Don't attach anything to the walls of the cylinder itself except for a bit of hot glue if you're using foam damping.
    [​IMG]
    You can use the threaded rod if you want. My experience is that it offers no added benefit given properly constructed endcaps (thick/ridged), unless the endcaps are huge 30+" diameter.
    The great thing about tube subs is the lack of need for added bracing/stiffening/etc. Don't think I'm anti-bracing, I'm not. But I only use it in situations where it's needed.
    [​IMG]
     
  17. Ron-P

    Ron-P Producer

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    Nice construction job Thomas[​IMG] I am dying for Saturday to get here so I can get started on mine.
    Slightly off topic: I look at this sonotube material and really wonder how this thing is going to work with just a cardboard tube that is 1/4" thick. They recommend the best possible end caps, but the tube itself is cardboard. Does not make much sense.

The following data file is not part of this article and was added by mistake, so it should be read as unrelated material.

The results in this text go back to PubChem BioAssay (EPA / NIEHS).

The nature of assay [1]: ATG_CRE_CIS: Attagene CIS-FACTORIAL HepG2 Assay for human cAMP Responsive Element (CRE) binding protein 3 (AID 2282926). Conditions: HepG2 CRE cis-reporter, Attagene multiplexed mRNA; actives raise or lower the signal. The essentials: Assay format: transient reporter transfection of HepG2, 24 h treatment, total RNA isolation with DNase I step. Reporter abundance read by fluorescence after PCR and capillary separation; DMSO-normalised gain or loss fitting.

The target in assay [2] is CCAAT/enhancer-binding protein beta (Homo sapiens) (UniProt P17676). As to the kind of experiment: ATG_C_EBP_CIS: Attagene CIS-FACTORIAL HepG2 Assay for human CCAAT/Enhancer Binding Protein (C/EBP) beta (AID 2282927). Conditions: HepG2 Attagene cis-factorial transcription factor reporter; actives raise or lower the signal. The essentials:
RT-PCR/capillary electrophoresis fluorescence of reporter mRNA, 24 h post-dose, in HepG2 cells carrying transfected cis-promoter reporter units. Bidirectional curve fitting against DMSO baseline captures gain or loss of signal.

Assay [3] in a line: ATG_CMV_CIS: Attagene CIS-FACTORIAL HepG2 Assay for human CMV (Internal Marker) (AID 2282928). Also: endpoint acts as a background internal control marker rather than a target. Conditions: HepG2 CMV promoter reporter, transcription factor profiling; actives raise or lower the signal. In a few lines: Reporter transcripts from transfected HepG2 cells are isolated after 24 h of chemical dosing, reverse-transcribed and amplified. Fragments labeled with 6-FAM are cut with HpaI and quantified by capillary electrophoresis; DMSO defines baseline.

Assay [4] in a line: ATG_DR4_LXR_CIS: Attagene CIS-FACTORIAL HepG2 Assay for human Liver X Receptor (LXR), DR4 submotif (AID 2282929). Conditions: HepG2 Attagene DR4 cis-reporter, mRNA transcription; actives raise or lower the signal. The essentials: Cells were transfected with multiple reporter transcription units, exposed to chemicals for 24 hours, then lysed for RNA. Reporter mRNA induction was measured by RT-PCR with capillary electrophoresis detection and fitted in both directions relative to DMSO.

Also, does the polyfill really make a sizeable improvement?
    Peace Out~[​IMG]
     
  18. Patrick Sun

    Patrick Sun Moderator
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    Sonotube forms concrete...it's plenty strong.
     
  19. ThomasW

    ThomasW Cinematographer

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  20. rodneyH

    rodneyH Supporting Actor

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    Just like Thomas said, it makes sense that sense the sonotube is round the pressure is distributed equally to every point of the cylinder, so it doesn't need to be as strong, the only area that that changes is the end caps, thus the very over built end caps that people tend to favor. but, square enclosure has different pressures on every point, so it needs to be stronger. It is somewhat analogus to the old squeezing an egg trick, you can apply very high amounts of pressure without breaking it, because of the way it is formed. I am sure there is a better example out there, but hopefully you get the idea